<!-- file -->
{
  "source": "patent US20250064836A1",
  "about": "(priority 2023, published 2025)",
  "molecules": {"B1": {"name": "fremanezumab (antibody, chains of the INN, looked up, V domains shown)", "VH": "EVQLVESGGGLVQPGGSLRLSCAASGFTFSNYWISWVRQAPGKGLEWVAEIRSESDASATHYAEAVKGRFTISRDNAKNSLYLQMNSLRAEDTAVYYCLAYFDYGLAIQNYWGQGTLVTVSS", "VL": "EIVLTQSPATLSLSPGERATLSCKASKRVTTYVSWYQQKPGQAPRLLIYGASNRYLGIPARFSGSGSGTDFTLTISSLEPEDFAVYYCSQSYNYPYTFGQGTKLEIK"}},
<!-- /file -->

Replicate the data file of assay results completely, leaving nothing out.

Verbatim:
{
  "source": "patent US20250064836A1",
  "about": "(priority 2023, published 2025)",
  "molecules": {"B1": {"name": "fremanezumab (antibody, chains of the INN, looked up, V domains shown)", "VH": "EVQLVESGGGLVQPGGSLRLSCAASGFTFSNYWISWVRQAPGKGLEWVAEIRSESDASATHYAEAVKGRFTISRDNAKNSLYLQMNSLRAEDTAVYYCLAYFDYGLAIQNYWGQGTLVTVSS", "VL": "EIVLTQSPATLSLSPGERATLSCKASKRVTTYVSWYQQKPGQAPRLLIYGASNRYLGIPARFSGSGSGTDFTLTISSLEPEDFAVYYCSQSYNYPYTFGQGTKLEIK"}},